Other tips would be to invest off-task time together. That can be as simple as jumping on a Zoom call while you all eat lunch or as organized as doing a virtual escape room together.
And if you want one of the easiest hacks around, wear your company gear. Subtle visual cues that you all belong to the same club will help strengthen your connection.
Are you capable? Can I be confident? Will you succeed?
Competence is about increasing your confidence in one another. Research suggests that competence is the first dimension of trust to develop in virtual teams (whereas connection comes first when you’re physically together). Unfortunately, developing competence and getting credit for it can be difficult in virtual teams.
One way to boost confidence is to spend more time upfront talking about how you will approach tasks. Sharing your thinking and asking for input from others will reduce their apprehension and increase their confidence. And when you do run into a challenge, be quick to raise it so that your teammates learn to trust that if there’s an issue, you’ll be transparent about it.
Another approach for building competence and increasing confidence is a technique called virtual knowledge sharing, where pairs of teammates interview one another to share one thing they’ve “cracked” and one thing with which they’re struggling. The approach has a few benefits:
Each person must reflect on their competence as they complete the form in preparation for the session.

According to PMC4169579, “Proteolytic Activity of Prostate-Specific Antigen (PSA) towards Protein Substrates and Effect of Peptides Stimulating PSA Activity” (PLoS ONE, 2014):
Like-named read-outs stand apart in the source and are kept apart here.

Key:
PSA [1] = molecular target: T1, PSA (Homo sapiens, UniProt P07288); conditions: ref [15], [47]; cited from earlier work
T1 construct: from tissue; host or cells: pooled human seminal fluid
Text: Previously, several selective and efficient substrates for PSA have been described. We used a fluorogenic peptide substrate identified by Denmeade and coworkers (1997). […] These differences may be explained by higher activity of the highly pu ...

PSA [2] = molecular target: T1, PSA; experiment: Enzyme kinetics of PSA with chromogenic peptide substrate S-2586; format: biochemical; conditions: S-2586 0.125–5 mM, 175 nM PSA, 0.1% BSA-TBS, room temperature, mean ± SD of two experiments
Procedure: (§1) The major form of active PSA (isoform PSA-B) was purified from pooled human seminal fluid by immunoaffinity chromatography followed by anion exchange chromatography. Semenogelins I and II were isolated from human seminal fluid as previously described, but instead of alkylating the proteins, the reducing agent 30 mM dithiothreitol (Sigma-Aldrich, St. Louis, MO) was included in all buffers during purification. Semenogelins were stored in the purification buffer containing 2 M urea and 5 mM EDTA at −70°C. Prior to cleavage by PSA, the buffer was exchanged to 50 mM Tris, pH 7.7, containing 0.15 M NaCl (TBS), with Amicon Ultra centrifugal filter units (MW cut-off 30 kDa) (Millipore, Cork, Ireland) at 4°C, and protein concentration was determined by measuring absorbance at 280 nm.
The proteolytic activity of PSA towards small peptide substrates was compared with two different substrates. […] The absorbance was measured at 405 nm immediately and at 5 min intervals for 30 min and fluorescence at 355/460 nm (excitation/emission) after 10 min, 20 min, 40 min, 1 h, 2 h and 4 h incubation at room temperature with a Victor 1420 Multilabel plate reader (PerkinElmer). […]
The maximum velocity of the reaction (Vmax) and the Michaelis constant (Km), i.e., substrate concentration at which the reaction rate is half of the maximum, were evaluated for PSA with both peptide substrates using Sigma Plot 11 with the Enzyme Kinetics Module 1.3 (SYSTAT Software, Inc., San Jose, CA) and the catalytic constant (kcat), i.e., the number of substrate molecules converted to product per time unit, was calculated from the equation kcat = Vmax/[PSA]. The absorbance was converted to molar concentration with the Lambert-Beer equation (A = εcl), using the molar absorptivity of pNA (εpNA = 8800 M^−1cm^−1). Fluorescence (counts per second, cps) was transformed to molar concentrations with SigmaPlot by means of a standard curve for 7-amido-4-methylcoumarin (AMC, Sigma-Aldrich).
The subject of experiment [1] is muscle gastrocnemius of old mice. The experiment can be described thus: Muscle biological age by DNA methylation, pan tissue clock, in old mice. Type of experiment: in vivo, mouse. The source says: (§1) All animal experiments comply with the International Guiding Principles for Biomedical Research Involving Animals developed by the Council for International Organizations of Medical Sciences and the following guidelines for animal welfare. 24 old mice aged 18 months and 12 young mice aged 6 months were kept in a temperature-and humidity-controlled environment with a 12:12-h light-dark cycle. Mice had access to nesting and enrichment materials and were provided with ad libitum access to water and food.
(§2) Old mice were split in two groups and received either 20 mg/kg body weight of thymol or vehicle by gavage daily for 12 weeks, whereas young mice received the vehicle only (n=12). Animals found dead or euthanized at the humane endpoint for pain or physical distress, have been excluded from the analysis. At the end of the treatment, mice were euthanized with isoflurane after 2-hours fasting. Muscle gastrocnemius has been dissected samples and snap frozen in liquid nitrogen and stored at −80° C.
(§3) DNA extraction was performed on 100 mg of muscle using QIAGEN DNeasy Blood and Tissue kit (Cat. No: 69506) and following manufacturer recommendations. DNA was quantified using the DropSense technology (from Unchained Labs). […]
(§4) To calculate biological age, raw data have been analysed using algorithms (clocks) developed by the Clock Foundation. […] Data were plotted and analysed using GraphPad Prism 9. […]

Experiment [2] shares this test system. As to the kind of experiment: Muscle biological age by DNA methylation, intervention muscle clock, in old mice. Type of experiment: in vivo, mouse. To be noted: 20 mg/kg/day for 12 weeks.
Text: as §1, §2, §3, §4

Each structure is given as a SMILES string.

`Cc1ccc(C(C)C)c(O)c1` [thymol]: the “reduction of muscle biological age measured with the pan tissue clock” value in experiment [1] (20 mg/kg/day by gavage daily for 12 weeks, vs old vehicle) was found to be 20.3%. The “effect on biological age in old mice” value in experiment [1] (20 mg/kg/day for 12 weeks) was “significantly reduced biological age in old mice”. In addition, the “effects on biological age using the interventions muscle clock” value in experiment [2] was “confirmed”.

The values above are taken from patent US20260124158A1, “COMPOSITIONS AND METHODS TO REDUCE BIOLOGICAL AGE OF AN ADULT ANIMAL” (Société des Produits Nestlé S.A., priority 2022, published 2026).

The embarrassment of sharing something you’re struggling with is reduced because everyone has to share a struggle.
Effective approaches spread from one person to another.
It’s a technique that I recommend that you try on your team.
Will you deliver? Can I count on you? Do we share priorities?
Reliability is about people’s sense that you’re dependable and will deliver for them when it counts. This form of trust is often eroded in teams because leaders fail to align on priorities or fail to prioritize at all. When you’re overworked and overwhelmed, it’s easy to let a ball drop, not because you weren’t capable or didn’t have integrity, but because you couldn’t cope with all the demands on your time. Regardless of why you drop the ball, it will still put a dent in your colleague’s trust.
There are fewer clues to help your colleagues feel that you’re on the right track in a virtual team. The secret is to be much more explicit about your priorities, efforts, and progress than you would be if your colleague were sitting right beside you.
First, invest in making sure you share expectations from the outset. Use open-ended questions to confirm that you’re thinking about the task the same way—document commitments. Define any terms that leave room for interpretation. Have these commitments in a shared file so everyone can access them as a touchstone.